From European capitals only Nairobi, Dar es Salaam and Luanda would fall within the longest range of the A321XLR. Furrher north regular A321/737-8/A320 offer the range. As to my neighborhood the only viable new routes would be from Miami to Natal, Belo Horizonte and Porto Alegre, secondary Brazilian cities currently without service. Same goes for Mendoza, Cordoba and Rosario in Argentina. They might have not thin, but spaghetti-like traffic. Chile has no worthwhile secondary cities. Atlanta, Houston and Dallas are too far away to be used by the new plane. I just don’t see the point of American, Aerolineas Argentinas or LATAM dividing their twice a day services with double aisle planes to Sao Paulo or Buenos Aires since they can count with 1,000-1,500 pax/day, and smaller traffic to Rio de Janeiro and Santiago de Chile. Orlando might be benefited but on the whole I doubt the A321XLR will be a game-changer for these regions.
and everything above Nairobi, Dar es Salaam and Luanda. It would admittedly miss out on South Africa, which is a major market, but other than this the majority of Africa’s population would be covered. So all of French-speaking Africa is reachable from Belgium / France and all of West Africa from UK . On top of this north of the UK to East Africa including Mogadishu. Lisbon / Porto to Maputo would be a stretch but Luanda covered. Finally Northern UK to the Caribbean (e.g. Jamaica) also seems to work.
indeed, but this is nothing new, with A320neo offering a range of 5,100km with full cabin, 100kg/pax + bag, including 5% reserves, 200nm diversion and 30 mins circling, against headwind, or 6,300km for a A321neo under the same conditions can cover all of northern Africa from central European capitals all the way to the Congo ex Zaire roughly. A bit more from southern Europe. My contention is that the sliver between 5,100/6,300 km and the new range of A321XLR of 7,100 km again under the aforesaid conditions is indeed interesting over the North Atlantic, yet not so much in other regions so as to ring the death knell for the A330neo. To prove this point in Asia neither the Chinese or the Indian carriers have blinked so far over the new long-range single-aisle newcomer, worthy as it is.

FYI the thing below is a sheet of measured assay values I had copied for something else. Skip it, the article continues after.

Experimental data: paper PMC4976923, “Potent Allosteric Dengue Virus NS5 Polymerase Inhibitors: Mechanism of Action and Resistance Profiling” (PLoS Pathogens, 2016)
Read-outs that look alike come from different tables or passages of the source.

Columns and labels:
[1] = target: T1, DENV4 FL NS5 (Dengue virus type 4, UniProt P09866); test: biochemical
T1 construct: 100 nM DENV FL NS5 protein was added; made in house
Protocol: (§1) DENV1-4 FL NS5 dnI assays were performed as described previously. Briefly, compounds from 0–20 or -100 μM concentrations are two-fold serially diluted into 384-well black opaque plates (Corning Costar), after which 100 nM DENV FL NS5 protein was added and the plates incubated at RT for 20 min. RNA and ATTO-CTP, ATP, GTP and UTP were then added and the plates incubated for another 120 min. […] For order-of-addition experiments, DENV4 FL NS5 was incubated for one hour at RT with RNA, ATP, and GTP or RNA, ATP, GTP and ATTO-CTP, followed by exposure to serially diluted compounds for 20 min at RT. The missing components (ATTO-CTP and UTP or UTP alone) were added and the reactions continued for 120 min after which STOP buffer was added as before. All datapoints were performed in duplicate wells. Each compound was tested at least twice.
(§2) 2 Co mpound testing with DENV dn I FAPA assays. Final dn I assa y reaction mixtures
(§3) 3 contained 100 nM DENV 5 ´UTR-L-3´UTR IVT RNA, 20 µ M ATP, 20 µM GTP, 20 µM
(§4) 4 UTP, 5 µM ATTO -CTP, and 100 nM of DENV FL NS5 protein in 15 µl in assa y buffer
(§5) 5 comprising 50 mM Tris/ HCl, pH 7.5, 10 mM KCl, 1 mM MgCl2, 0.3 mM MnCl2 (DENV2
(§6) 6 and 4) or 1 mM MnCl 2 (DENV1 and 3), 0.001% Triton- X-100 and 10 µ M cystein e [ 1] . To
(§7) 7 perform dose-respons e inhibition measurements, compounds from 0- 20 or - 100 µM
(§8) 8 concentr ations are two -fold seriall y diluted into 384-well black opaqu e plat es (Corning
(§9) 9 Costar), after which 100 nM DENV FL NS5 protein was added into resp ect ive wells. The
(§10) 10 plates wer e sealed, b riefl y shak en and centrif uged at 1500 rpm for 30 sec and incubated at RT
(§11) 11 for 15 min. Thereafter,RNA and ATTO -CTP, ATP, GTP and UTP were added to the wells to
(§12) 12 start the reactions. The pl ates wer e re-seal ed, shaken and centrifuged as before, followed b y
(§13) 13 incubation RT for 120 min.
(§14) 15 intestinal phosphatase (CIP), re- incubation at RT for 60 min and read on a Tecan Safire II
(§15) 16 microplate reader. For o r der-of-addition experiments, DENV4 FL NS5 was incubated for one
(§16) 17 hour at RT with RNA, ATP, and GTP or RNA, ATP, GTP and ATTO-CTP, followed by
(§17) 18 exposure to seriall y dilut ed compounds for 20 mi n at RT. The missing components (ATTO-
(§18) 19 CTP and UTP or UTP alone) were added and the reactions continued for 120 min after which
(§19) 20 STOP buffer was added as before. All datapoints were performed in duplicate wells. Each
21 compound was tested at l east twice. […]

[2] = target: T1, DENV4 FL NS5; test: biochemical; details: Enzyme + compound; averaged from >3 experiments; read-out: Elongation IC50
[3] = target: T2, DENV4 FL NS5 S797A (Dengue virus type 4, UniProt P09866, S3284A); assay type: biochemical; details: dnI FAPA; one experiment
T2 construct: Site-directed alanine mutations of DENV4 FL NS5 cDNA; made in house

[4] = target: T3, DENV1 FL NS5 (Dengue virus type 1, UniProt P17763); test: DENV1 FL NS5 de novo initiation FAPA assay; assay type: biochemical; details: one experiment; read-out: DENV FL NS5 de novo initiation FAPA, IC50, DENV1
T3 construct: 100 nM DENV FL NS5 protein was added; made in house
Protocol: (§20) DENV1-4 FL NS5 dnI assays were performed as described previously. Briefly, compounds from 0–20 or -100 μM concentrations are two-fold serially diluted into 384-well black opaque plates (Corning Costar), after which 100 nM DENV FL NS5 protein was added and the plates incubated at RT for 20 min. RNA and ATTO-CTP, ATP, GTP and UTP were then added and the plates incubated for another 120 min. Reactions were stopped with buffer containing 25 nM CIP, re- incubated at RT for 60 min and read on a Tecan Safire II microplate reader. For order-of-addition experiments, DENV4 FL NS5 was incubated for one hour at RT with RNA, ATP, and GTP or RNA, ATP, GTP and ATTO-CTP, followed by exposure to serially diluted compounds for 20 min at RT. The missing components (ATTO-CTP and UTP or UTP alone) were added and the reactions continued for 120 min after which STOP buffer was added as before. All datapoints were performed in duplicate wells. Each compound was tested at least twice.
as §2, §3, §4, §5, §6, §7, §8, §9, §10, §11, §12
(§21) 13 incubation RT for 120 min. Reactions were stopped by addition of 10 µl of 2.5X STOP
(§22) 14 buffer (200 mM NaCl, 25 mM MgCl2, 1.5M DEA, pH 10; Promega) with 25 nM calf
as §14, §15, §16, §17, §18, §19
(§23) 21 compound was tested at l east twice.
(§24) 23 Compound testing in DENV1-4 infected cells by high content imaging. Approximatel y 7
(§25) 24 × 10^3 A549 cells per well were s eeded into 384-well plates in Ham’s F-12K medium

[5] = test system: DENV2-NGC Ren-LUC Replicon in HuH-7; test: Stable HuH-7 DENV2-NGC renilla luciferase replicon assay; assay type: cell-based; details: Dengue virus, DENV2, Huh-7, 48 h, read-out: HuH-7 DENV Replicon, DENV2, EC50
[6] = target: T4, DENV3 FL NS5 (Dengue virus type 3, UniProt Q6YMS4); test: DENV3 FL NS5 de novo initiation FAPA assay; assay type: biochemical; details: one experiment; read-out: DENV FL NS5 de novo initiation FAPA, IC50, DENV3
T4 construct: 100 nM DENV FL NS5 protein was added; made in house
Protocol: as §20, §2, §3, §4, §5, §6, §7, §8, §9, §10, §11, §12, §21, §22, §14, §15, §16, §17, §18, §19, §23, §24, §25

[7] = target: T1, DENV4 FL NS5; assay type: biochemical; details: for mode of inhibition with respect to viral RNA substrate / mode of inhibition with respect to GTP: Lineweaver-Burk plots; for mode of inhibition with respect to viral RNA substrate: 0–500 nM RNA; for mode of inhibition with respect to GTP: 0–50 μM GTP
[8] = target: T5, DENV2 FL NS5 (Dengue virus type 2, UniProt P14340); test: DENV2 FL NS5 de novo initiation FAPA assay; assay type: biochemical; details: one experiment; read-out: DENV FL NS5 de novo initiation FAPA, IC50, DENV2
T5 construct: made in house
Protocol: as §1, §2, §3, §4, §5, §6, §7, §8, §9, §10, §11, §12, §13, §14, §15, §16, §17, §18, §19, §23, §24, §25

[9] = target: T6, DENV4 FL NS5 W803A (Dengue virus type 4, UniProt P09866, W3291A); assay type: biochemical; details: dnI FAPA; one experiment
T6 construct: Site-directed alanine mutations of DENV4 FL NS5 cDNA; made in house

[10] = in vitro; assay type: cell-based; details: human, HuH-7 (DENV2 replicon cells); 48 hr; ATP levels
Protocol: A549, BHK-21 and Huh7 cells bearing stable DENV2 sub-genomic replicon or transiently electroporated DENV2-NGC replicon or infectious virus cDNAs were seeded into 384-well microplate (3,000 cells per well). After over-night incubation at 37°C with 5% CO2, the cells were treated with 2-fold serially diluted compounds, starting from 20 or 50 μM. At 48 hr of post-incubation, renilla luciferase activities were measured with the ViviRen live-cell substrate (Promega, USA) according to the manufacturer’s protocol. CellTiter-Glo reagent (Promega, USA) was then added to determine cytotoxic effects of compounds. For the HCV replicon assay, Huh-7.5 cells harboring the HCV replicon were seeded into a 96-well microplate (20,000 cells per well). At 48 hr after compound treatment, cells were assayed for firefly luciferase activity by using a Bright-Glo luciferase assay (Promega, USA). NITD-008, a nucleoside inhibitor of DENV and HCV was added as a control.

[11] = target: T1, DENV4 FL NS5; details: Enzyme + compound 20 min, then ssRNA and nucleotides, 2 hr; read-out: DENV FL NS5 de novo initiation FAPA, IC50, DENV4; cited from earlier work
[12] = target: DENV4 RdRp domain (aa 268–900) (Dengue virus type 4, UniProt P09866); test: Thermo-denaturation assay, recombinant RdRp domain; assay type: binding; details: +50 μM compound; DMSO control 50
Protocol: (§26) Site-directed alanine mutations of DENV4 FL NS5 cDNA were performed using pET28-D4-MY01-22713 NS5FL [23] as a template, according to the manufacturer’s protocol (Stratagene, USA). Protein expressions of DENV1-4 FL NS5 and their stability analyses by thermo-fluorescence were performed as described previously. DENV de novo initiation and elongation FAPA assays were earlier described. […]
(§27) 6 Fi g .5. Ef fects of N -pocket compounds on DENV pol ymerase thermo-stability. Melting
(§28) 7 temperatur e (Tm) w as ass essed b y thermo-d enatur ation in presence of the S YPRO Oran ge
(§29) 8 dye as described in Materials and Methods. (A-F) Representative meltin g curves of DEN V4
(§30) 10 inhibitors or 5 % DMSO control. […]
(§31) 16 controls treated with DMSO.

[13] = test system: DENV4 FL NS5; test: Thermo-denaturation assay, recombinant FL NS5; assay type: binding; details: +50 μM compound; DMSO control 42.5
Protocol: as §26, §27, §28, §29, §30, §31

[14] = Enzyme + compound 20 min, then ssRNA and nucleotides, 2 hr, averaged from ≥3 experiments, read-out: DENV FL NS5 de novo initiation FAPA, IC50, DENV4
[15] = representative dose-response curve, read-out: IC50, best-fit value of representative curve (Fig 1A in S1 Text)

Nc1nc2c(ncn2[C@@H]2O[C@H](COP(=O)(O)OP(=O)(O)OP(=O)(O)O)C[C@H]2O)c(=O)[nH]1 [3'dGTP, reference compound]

Thanks for this. I had a look at the A320neo / A321neo payload charts and you are correct, you can do West Africa from London with current neos. Going to Easter Africa you’d however gain a lot of payload extra which would make these flights commercially viable. No comment on Chinese and Indian carriers and their orders for XLR, let’s wait and see.
a further bit of history that may interest your readers. Another cause for traffic fragmentation over the North Atlantic. The FAA administrator under Reagan, Lyn Helms emphatically stated that “it will be a cold day in hell before I let twins fly long-haul over water”. His reasoning at the time was erroneously based on the fact that piston-driven planes were substantially more prone to failures than jet engines. Until then no American twin engined planes were allowed to fly more than 60 minutes away from a diversion airport. Finally reason and sound mechanical facts prevailed, but temporarily 3 engined planes were introduced, like the DC-10 and the Lockeed TriStar, which eventually fell out of favour. It was only then that planes like the 757 & 767 began being used in an entirely different fashion than their initial purpose, something that Boeing surely must have regretted ever since, since it began eroding on their star aircraft, the 747, for which they held a lucrative monopoly. This also changed the fortunes of Hawaii. Up until the time when 4 engines were mandatory the only viable airport was Honolulu, and tourism development was only limited to Oahu. With smaller twins the other previously isolated islands began to develop and more and more continental airports began serving the islands. That is how ETOPS ratings came into being.
I was thinking on the fragmentation possibilities of the North Atlantic routes. The US receives 17 million Europeans each year, and Canada 3. Assuming that 20 million Americans and Canadians cross in the opposite direction we have 40 million travellers per year, or 111.000 per day. Assuming they fly on planes with an average capacity of 250 pax, that requires 440 planes per day from say 40-50 American/Canadian airports to an equal number of European destinations, and viceversa. Let us assume that only half these 440 planes would be subject to fragmentation, since many will serve major cities and busier routes. The other half can be sliced in two, resulting in 440 smaller planes. Therefore we end up with an additional 220 planes crossing the Atlantic each and every day. That would mean an extra 5.5/4.4 extra gates needed on average for each and every airport at either side of the pond. Many are already at full capacity now, let alone considering future traffic growth for the coming years. Those with more space might have to accomodate a dozen new planes or so. Consider Belfast International, 10th busiest airport in the UK, with 165 daily departures, or Bordeaux, 8th busiest French airport with maybe 10% more traffic than the above, or Nueremberg, 10th German airport with 180 daily departures, or Valencia, 10th busiest airport in Spain with 207 daily departures, or Pisa, Italy’s 11th busiest with 108 daily departures. Mind you that these are Europe’s largest countries. Smaller nations would be squeezed further. On the other side of the pond things would be no different. Also 220 extra smaller planes each and every day is a lot of additional work for traffic controls.